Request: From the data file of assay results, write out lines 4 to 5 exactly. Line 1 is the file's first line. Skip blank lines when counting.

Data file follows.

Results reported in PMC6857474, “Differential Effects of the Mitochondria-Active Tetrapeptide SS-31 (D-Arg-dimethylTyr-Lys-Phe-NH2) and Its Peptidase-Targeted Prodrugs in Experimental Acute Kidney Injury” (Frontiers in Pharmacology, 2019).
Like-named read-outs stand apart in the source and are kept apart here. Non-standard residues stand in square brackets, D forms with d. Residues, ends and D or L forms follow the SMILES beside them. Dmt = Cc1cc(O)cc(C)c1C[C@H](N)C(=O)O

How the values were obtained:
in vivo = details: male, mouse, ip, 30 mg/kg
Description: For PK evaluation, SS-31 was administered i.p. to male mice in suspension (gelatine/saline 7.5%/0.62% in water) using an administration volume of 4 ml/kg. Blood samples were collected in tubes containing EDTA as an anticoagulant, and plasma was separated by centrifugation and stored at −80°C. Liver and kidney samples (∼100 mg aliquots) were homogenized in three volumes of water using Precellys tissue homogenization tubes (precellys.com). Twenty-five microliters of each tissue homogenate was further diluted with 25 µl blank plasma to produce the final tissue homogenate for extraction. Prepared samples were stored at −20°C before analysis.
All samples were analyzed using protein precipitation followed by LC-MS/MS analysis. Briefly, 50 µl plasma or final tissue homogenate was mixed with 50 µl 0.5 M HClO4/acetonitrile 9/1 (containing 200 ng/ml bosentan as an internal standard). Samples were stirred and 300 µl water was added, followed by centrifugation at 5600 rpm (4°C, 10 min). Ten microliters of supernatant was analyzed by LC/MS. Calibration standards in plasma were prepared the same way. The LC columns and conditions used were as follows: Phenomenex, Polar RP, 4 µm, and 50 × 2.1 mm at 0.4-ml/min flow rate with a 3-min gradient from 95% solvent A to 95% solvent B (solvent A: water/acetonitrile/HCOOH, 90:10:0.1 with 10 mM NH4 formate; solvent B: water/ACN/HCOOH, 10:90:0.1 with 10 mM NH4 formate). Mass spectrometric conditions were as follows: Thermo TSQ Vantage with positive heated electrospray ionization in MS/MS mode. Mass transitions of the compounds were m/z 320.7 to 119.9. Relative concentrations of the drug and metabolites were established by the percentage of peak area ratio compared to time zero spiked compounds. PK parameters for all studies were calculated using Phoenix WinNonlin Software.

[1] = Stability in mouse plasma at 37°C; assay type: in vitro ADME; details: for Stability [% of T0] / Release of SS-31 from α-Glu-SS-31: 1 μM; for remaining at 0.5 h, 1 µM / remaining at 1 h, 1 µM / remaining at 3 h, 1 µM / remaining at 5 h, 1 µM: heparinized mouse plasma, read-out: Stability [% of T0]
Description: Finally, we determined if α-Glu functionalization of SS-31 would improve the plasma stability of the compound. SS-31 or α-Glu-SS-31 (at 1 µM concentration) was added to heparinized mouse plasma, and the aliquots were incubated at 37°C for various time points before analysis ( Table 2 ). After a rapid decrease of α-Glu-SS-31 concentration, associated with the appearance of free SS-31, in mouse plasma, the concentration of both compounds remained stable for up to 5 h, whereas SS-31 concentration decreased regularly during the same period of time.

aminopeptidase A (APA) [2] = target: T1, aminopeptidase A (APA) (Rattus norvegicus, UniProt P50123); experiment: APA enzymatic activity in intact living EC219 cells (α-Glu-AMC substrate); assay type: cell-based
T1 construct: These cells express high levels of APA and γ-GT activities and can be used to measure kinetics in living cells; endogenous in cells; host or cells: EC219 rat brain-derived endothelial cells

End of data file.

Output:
in vivo = details: male, mouse, ip, 30 mg/kg
Description: For PK evaluation, SS-31 was administered i.p. to male mice in suspension (gelatine/saline 7.5%/0.62% in water) using an administration volume of 4 ml/kg. Blood samples were collected in tubes containing EDTA as an anticoagulant, and plasma was separated by centrifugation and stored at −80°C. Liver and kidney samples (∼100 mg aliquots) were homogenized in three volumes of water using Precellys tissue homogenization tubes (precellys.com). Twenty-five microliters of each tissue homogenate was further diluted with 25 µl blank plasma to produce the final tissue homogenate for extraction. Prepared samples were stored at −20°C before analysis.